The University of Massachusetts Amherst

Why Public Engagement?

As citizens and as scholars, we have an interest in today’s debates about public policy, conversations about the state of the world, and imagining a different future. Read more about the Public Engagement Projects' Mission and Vision

Upcoming Events

Summer Methodology Workshop: De-Mystifying Public Engagement: A Two-Day Crash Course In Using Research to Change the World
June 10-11, 9:00am to 3:30pm
June 12, 9:00am to 12:00pm (Optional)
Machmer Hall, Room E20, University of Massachusetts Amherst


Have you always dreamed of impacting the world with your research but aren't sure how to engage with non-academic audiences? Do you find yourself mid-way through your career only speaking to your peers? Are you a graduate student, post-doc or early career faculty member looking to chart a pathway through academia that also allows you to engage with real-world problems? Are you nearing retirement and wishing to redirect your energies so your research contributes to the greater good?

This two-day crash course in public communication and public engagement skills and networking can help. The workshop is designed for anyone who wants to improve their ability to communicate and interact effectively with diverse audiences. It is open to researchers at all stages of their career; non-UMass affiliated individuals are encouraged to enroll. Learn more about the workshop and how to register here.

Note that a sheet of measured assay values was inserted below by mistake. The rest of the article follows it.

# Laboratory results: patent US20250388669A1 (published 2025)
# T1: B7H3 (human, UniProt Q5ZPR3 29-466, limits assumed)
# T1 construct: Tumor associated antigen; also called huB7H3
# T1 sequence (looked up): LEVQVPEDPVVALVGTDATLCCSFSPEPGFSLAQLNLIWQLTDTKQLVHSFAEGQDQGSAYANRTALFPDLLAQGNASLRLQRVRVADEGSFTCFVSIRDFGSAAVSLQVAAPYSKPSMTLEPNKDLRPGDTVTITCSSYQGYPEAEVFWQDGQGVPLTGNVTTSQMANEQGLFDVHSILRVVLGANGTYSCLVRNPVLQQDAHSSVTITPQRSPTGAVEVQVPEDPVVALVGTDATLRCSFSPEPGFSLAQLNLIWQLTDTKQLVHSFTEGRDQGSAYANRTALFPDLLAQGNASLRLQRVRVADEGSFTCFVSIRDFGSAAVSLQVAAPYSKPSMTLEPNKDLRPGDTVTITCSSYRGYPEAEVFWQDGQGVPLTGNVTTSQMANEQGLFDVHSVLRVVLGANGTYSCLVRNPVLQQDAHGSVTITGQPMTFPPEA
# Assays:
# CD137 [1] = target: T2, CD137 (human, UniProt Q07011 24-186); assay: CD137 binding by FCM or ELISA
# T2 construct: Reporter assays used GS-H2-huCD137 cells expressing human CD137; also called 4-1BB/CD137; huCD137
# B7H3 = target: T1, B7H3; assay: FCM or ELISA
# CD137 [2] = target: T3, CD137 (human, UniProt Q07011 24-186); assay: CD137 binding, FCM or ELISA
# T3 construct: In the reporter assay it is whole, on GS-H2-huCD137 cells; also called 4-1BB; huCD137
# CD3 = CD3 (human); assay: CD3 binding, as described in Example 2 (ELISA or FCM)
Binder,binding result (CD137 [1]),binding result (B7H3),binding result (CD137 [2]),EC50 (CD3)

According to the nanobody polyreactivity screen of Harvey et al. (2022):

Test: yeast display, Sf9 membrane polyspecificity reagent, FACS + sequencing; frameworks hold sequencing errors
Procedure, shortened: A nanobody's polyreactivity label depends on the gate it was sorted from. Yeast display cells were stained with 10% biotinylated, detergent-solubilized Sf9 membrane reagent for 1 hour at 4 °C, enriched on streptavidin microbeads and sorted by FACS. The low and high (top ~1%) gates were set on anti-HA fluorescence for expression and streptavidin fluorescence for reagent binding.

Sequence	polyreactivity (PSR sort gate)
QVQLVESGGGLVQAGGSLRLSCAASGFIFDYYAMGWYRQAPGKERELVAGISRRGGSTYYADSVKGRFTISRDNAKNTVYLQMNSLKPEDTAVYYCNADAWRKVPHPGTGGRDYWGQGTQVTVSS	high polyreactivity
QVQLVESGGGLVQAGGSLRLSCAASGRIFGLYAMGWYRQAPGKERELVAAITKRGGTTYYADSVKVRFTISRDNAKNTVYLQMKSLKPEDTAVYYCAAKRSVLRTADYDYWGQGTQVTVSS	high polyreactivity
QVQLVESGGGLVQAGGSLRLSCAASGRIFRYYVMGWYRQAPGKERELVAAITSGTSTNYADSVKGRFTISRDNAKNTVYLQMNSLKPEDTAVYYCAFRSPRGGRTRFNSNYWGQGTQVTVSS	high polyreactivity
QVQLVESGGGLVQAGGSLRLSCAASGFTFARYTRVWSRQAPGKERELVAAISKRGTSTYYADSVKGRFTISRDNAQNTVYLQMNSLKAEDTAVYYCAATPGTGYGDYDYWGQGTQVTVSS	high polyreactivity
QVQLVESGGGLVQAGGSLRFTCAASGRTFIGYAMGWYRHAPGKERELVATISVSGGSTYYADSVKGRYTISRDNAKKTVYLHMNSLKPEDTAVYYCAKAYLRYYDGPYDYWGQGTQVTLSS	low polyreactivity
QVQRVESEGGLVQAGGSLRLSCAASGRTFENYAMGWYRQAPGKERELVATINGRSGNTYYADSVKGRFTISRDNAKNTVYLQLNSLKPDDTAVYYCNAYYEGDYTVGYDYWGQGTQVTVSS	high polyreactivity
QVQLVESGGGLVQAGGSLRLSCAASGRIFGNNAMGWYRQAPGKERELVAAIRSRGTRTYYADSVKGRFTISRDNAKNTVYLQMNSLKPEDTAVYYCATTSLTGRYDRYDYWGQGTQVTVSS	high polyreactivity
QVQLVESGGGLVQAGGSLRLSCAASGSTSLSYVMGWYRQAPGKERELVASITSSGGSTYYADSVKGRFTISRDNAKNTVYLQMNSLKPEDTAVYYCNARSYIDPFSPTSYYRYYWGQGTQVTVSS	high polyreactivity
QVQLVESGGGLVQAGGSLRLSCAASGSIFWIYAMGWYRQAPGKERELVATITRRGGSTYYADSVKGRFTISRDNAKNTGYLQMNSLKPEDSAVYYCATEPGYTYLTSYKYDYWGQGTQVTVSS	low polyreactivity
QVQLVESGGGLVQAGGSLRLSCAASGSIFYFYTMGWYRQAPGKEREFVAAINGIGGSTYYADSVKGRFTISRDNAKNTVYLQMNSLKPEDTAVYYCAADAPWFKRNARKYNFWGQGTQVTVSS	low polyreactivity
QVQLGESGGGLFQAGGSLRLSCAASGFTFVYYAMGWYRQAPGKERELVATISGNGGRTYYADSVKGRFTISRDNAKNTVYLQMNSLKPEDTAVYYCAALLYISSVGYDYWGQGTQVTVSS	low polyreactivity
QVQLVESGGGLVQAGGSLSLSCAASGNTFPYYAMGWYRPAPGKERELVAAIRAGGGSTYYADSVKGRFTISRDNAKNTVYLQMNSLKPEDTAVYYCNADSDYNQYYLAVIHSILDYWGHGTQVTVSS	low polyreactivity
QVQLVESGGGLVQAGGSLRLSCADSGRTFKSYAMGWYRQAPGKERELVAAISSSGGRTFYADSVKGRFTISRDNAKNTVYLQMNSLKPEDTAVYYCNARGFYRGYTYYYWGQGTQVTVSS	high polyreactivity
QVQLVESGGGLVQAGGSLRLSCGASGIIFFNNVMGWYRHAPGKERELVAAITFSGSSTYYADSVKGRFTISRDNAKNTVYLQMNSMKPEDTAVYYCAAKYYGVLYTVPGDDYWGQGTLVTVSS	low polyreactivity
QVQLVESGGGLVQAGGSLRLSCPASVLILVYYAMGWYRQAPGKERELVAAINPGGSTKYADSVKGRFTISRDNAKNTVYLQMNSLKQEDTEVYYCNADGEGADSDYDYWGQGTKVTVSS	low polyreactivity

2019 PEP Fellow, Mike Knodler, featured in NEPR story on the use of “zipper merge” technique to relieve highway congestion

Drivers who confront lane closures or other merging situations should use the “zipper merge” technique says Mike Knodler, 2019 PEP Fellow in a NEPR news story.  With the zipper merge, drivers use all open lanes as long as possible and then take turns at the merge point. Knodler and other traffic engineers say the zipper merge is safer and keeps traffic flowing. Story also featured in Maine Public.

Julie Brigham-Grette, 2017 PEP Fellow, comments in Science Magazine news story about the increasing ship traffic in the Arctic

Julie Brigham-Grette, 2017 PEP Fellow, comments in a Science Magazine news story about the increasing ship traffic in the Arctic seas off Alaska in recent years, partly due to climate change and melting ice. “The overall picture is mixed,” she says. “We’re opening up an entire environment that has otherwise been cut off from human influence.” She also notes that funding for research in that region is relatively limited so the increased activity may be limited.

2017 PEP Fellow, Erica Scharrer, quoted in Western Mass News story on the role of video games in mass shootings in the U.S.

In a Western Mass News stories on mass shootings in the U.S., 2017 PEP Fellow, Erica Sharrer, responds to politicians who blame violent video games saying it is impossible to trace a link between video games and mass shootings. She also says that other countries consume the same video games as the U.S. and don’t have the same rate of mass shootings.